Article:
Written by: Darwyn Cooke
Art by: Darwyn Cooke
Colors by: Phil Noto
Lettering by: Jared K. Fletcher
Cover by: Darwyn Cooke
Published by: DC
“Little did we know that poor boy would lead to the end of us all.”
There’s a lot of controversy that surrounds the Before Watchmen project. When it was first announced I was against the idea. Then I saw the creators involved and I thought maybe it wasn’t so bad. After witnessing the C2E2 Before Watchmen panel and sneaking a peek at some of the art involved I was a full-on convert. Now I’m not going to get into the debate of the ethics involved, as it’s already printed and out in the world. It’s a done deal as far as I’m concerned. I’m not going to change the mind of people who are hard-core against this, nor am I about to be a cheer-leader for D.C. Just like any other comic I’m going to take it at face value and judge it for the art and story.
The Minutemen by Darwyn Cooke is by far the book I was most excited about. I love Cooke’s Parker graphic novels and his work on D.C.’s The New Frontier. He has a way of tapping into late 50’s/early 60’s vibe that transcends the retro kitch, and makes you feel like you are reading a book from that era. Minutemen hits the mark in the way you would expect it. The subject matter here has a deeper level of grime and rawness and Cooke does not shy away from it in the least. In fact I would say he embraces it and uses the dark past of the Minutemen as a springboard for a Minutemen “Assemble” type of story.
Hollis Mason, the original Nite Owl is the lead, we are introduced to him trying to finnish a draft of Under The Hood. There’s a nice little self-referential joke after we read the long philosophical and pretentious conclusion to his book, and Hollis says “This is terrible.” “I’m just going to have to be myself.” That’s what Cooke does. He’s not trying to ape Alan Moore in style or content, and he’s working with these characters his own way. Hollis goes about introducing the Minutemen through character-defining vignettes that hint at the motives and vices of these heroes. Hooded Justice is a bit of a homicidal maniac killing mobsters. The Silk Spectre is a poser, an actress, and a tourist with an agent. The Comedian is a sick profiteering teen villain in hero’s clothes. In Australia he’d be known as a Toe Cutter, attack criminals in order to steal from them.The Mothman is a ultra-smart inventor, that paid a high-price for making a flying suit and is now addicted to painkillers and alcohol. It goes on to re-introduce the remaining characters, Captain Metropolis, Dollar Bill, and Silhouette. The most interesting reveal is that Nite Owl is in love with Silhouette even though he knows she’s a lesbian. There is plenty of conflict and potential drama is set-up in this first issue. My only critique on the actual story is that perhaps it’s told too much in a re-cap style for a first issue. I’d like there to have been a little more of the in-the-moment type scenes where we can forget about the narrator and just get into the meat of it. Cooke is careful in treating his subject matter with respect and restraint, never giving us anything cliché or on-the-nose. The violence, the sadism, the greed, the drug-abuse, the sexuality, the insanity…all these thing that made the Watchmen an interesting take on superheroes, it’s here. It’s in the pages of the Minutemen, it’s just not exploited in a cheap manner. For me, I could have used a bit more sleaze. I wanted this thing to read like one of the those dirty magazines for the 30’s and 40’s. You know the kind with the “photo clubs”. Perhaps we will get more of that in issues to come.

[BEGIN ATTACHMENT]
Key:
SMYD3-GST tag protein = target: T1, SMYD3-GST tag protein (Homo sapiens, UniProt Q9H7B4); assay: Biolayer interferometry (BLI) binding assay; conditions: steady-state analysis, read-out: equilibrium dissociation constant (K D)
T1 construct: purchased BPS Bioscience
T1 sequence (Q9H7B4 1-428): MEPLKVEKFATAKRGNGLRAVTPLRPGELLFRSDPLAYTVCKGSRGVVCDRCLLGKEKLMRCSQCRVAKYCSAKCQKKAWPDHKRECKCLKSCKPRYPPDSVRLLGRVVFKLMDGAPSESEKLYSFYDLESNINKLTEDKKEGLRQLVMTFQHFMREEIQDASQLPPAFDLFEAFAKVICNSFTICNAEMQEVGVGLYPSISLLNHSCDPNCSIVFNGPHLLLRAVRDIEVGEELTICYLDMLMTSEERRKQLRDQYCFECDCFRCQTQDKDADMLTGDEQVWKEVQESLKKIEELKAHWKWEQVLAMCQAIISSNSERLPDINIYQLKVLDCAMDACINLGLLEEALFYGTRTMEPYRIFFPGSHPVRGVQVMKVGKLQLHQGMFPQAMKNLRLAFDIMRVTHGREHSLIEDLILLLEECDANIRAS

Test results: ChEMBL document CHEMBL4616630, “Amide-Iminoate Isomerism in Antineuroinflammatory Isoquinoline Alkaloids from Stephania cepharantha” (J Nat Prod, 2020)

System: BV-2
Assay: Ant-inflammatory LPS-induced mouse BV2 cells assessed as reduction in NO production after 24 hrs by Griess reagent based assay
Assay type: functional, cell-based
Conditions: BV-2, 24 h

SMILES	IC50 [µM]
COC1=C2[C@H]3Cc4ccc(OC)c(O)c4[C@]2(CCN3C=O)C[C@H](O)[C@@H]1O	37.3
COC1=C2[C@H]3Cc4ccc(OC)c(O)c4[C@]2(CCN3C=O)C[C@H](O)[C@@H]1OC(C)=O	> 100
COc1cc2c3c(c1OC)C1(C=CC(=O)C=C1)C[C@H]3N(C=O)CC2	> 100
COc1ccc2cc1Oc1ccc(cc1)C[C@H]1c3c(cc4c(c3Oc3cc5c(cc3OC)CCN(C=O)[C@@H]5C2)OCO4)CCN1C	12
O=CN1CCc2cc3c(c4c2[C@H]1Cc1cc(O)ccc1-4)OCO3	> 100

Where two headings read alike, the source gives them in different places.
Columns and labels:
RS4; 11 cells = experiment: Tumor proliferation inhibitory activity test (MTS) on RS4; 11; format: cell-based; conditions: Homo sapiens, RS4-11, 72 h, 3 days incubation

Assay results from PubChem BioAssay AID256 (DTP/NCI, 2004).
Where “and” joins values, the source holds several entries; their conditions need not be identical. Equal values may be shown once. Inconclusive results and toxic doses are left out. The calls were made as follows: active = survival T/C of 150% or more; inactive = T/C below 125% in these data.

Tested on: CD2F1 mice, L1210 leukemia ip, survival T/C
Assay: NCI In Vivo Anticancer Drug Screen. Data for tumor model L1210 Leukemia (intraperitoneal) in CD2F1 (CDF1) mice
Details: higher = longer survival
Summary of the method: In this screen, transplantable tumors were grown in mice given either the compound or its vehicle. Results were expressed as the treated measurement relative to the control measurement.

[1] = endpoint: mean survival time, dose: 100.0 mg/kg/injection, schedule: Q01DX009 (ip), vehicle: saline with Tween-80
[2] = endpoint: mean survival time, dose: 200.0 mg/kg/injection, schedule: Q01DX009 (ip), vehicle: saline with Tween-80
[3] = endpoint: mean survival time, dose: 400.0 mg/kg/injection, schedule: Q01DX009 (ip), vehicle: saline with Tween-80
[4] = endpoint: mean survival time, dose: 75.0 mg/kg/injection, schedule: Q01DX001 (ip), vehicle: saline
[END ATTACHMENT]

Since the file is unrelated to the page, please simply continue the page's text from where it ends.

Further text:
Just like he did with The New Frontier and Parker, Cooke knocks the Minutemen out of the park. So many of his character designs have wound being used for animated series, that his comics now sort of have that feel. But don’t get the wrong idea, he doesn’t do simplification for the easy way out, nor is it cell-shaded anime. His work is a stylish 50’s/60’s golden-age noir rife with Watchmen symbolism and intricate backgrounds. Each panel is well thought-out and composed in the most iconic way possible. Body expressions are dynamically torqued and are either going through an interesting action or posed with anticipation to do so. Phil Noto’s colors Minutemen with a wide range of era-appropriate palette, symbolically added subtext to each story while staying consistent to the overall style of the book. There is select desaturation on certain panels to make the panel pop, like the red cape of Hooded Justice. For other sections such as the Silk Spectre and Dollar Bill’s segment, the color is punched-up bright and sunny. Nite Owl’s story got more brown tones, and golden orche’s. All it is masterfully rendered in cut flats, with subtle gradation and airbrushing. It’s sophistication would make John Higgins, the original Watchmen colorist, proud.
Dismissing all the controversy and hype, I’d say this was a successful first issue. The story is solid with enough of hints of twists and turns on the way to keep you hooked. Visually, you couldn’t ask for a more stunning look at the Minutemen. From the sleek character designs to the composition, rendering, posing, and coloring this thing is just gorgeous. If wanted to just give one of these Before Watchmen’s a shot, this is the one to pick up, no doubt.
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